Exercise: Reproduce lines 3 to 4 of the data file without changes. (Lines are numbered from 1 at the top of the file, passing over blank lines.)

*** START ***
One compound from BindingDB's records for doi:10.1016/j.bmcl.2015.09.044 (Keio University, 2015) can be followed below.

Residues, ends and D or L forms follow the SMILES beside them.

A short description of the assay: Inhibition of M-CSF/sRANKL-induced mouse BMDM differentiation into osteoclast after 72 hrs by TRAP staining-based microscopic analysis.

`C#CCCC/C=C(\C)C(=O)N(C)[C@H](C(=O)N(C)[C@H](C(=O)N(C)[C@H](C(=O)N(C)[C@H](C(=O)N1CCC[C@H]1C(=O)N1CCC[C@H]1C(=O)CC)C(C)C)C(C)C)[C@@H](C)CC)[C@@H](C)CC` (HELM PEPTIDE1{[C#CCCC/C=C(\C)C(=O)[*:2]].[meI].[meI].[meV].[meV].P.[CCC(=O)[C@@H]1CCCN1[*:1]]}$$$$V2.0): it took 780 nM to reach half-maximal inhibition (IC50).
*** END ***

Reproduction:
A short description of the assay: Inhibition of M-CSF/sRANKL-induced mouse BMDM differentiation into osteoclast after 72 hrs by TRAP staining-based microscopic analysis.

`C#CCCC/C=C(\C)C(=O)N(C)[C@H](C(=O)N(C)[C@H](C(=O)N(C)[C@H](C(=O)N(C)[C@H](C(=O)N1CCC[C@H]1C(=O)N1CCC[C@H]1C(=O)CC)C(C)C)C(C)C)[C@@H](C)CC)[C@@H](C)CC` (HELM PEPTIDE1{[C#CCCC/C=C(\C)C(=O)[*:2]].[meI].[meI].[meV].[meV].P.[CCC(=O)[C@@H]1CCCN1[*:1]]}$$$$V2.0): it took 780 nM to reach half-maximal inhibition (IC50).